Crushing DreaExpectation Management, Part III: The Florida Marlins

Let’s get right into it. The Marlins stand at 10-1 this fine Sunday morning, and they come by it honestly–they’re hitting well enough to get by and pitching like a staff full of Johan Santanas (with a team ERA+ of 153, that actually beats Santana’s career 145). Most figured them for third or fourth, and Baseball Prospectus thought they’d lose 90 and finish behind the Nationals. What the hell?

What they’re saying: Come on, no one talks about the Marlins. My law school friend Jeff, the only Marlins fan I know (or even know of), puts up a new, increasingly excited facebook status with every win. That’s all I got.

Okay, seriously:

  • The Herald’s Linda Robertson says that the Marlins’ winning is a good sign, which is why they pay her the big bucks.
  • Josh of Jorge Says No! opines that the Fish, alone among your surprising-starters, are for real.
  • USA Today’s Mel Antonen spotlights the Fish and Jays as “low-payroll, high-expectations” teams, and seems to conclude that the former are the most likely to keep it going.

So there are some expectations here. I think there were some expectations among some people coming into the season, actually, given that they won 84 games last year. But nobody expected a .909 start, and now nobody has any clue what to expect.

Reasons for Hope: Well,

  • Nobody knew what to expect from these starters. The oldest among them (Ricky Nolasco) is 26, and with just 388 big-league innings, he’s got at least 100 innings on each of the other four. Part of the Marlins’ projected struggles came from rather gloomy projections for each of the five starting pitchers, and each of them could significantly beat those projections. With the possible exception of Anibal Sanchez (who can hold his own), all are hard throwers who rack up strikeouts, which is exactly what they need with this defense–which is, um, not great. If this pitching staff is even half as good as they’ve looked so far (aside from Nolasco, who has struggled but will rebound), they’re in much better shape than most people thought.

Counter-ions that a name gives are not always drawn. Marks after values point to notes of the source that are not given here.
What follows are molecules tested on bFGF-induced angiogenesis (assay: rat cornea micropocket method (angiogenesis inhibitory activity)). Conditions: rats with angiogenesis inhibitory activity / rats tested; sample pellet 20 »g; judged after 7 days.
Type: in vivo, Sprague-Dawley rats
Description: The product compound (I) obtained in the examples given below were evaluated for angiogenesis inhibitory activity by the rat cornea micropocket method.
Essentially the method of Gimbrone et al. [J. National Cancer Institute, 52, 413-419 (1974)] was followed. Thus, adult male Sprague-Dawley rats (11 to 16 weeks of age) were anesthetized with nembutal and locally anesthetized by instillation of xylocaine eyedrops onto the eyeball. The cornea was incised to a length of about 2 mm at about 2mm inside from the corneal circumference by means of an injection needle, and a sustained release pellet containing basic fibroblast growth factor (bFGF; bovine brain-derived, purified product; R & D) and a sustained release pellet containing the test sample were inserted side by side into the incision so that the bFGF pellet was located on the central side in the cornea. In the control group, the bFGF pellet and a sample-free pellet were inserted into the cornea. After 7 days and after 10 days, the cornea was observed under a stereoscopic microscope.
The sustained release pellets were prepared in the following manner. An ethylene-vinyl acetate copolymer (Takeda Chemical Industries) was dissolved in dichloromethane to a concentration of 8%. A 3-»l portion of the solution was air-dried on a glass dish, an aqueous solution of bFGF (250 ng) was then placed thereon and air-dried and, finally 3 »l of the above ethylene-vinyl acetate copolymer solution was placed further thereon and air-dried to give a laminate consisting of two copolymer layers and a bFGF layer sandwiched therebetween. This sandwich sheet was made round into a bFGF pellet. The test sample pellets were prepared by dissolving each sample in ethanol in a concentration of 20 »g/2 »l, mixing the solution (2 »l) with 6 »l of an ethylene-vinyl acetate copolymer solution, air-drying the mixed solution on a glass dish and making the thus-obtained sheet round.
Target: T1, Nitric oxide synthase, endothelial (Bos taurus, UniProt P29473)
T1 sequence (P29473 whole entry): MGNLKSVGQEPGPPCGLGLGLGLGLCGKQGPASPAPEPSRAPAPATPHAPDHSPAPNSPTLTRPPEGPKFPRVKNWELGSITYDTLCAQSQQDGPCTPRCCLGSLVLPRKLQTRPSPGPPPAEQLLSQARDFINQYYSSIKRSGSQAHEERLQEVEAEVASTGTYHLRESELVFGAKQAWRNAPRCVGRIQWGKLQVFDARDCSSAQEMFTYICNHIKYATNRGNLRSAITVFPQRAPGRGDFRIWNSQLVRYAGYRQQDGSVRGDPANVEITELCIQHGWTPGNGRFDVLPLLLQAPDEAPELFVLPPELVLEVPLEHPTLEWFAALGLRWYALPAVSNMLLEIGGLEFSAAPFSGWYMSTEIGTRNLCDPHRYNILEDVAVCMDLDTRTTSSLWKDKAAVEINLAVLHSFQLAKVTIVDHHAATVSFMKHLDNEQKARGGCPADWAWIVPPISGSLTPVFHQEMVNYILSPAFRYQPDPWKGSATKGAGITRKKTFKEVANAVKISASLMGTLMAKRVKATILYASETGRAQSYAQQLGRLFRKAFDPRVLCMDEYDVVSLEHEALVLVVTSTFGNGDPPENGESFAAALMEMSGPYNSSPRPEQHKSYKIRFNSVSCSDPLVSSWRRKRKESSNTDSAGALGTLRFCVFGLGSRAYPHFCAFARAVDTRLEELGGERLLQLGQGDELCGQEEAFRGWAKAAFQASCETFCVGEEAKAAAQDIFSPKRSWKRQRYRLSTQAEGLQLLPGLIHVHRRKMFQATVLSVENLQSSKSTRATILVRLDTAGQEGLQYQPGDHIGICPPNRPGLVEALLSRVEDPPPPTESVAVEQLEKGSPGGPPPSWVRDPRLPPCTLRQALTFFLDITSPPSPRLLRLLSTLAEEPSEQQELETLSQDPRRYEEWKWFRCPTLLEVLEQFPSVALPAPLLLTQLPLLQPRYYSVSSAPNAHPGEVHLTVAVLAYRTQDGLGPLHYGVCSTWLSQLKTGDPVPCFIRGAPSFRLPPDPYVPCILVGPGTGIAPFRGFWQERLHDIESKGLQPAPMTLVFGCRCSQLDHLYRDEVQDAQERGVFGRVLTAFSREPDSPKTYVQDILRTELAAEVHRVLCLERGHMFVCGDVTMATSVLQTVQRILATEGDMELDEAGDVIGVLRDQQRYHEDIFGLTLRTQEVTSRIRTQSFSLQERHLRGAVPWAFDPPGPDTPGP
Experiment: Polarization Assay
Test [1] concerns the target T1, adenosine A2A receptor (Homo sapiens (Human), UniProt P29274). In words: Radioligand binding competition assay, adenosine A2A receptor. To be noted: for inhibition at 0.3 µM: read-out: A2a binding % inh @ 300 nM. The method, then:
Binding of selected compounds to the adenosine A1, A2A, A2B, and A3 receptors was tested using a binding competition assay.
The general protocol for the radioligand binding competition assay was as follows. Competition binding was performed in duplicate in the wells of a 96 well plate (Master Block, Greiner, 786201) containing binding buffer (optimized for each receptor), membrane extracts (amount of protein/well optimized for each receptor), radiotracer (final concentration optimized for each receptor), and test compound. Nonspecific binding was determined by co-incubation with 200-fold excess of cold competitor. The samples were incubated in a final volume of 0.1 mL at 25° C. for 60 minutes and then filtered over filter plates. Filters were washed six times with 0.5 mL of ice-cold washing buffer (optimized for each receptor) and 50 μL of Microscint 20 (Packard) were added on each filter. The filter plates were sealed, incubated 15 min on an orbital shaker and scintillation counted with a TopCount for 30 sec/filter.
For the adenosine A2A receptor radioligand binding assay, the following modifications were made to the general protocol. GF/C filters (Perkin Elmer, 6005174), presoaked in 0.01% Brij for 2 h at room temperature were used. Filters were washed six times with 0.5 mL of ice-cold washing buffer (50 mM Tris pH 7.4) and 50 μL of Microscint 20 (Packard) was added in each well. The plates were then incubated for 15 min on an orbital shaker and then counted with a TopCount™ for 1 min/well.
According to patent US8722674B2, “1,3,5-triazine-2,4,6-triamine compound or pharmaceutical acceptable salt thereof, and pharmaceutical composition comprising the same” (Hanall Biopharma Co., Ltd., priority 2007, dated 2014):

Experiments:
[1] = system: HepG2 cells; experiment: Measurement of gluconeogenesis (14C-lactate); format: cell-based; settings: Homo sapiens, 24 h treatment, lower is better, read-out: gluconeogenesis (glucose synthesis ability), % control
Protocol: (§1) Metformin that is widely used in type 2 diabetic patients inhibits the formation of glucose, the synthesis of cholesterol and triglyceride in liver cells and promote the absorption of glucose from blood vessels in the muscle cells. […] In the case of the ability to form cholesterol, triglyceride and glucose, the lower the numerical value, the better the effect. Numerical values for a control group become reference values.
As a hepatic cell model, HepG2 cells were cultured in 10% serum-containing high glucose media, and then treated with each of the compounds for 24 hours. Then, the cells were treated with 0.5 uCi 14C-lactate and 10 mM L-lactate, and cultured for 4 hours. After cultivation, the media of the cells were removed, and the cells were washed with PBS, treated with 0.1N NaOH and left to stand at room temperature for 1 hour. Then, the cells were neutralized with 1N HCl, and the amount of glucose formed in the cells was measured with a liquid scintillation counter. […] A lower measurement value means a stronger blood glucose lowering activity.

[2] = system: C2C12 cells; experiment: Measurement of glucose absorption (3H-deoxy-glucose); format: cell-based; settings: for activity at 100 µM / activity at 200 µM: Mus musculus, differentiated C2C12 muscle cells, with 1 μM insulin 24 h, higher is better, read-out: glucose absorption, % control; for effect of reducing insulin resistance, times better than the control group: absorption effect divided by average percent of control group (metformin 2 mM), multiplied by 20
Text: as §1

• They have one of the four best players in the Major Leagues, and you could make a good case that he’s the best. Hanley Ramirez looked like a terrible defensive shortstop in his breakout 2007, but measured out as more or less average in 2008, and has been downright good in the way-too-early going in 2009. If Hanley can hit and run like Hanley does and play a good shortstop, that’s about the best weapon a team could have. And he hasn’t really started hitting yet this year.
  • About three years ago, Jeremy Hermida was expected to be a superstar by now. He stumbled a little in ’06, had a very nice year in ’07, took a huge step back in ’08, and now seems to have been more or less forgotten (though playing for the Marlins has that effect). He’s still just 25, and one thing I’ve noticed is that if everybody thought you had that kind of talent once, you probably did, and might start showing it at any time (there are, of course, a few exceptions–I’m looking at you, Delmon). Hermida is doing a fine job in the early going, and I expect him to significantly outperform most of his projections. Also, Cameron Maybin was a top prospect even more recently, and he can’t be as bad as he’s played through the first eleven.